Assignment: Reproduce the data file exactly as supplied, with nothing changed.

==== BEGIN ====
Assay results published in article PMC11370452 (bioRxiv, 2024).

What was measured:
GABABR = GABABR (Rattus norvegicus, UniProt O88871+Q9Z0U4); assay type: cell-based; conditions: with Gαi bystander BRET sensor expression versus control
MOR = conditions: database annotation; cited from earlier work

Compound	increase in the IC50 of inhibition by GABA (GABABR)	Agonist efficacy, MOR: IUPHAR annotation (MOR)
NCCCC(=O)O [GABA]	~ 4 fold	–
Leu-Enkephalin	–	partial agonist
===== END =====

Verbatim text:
Assay results published in article PMC11370452 (bioRxiv, 2024).

What was measured:
GABABR = GABABR (Rattus norvegicus, UniProt O88871+Q9Z0U4); assay type: cell-based; conditions: with Gαi bystander BRET sensor expression versus control
MOR = conditions: database annotation; cited from earlier work

Compound	increase in the IC50 of inhibition by GABA (GABABR)	Agonist efficacy, MOR: IUPHAR annotation (MOR)
NCCCC(=O)O [GABA]	~ 4 fold	–
Leu-Enkephalin	–	partial agonist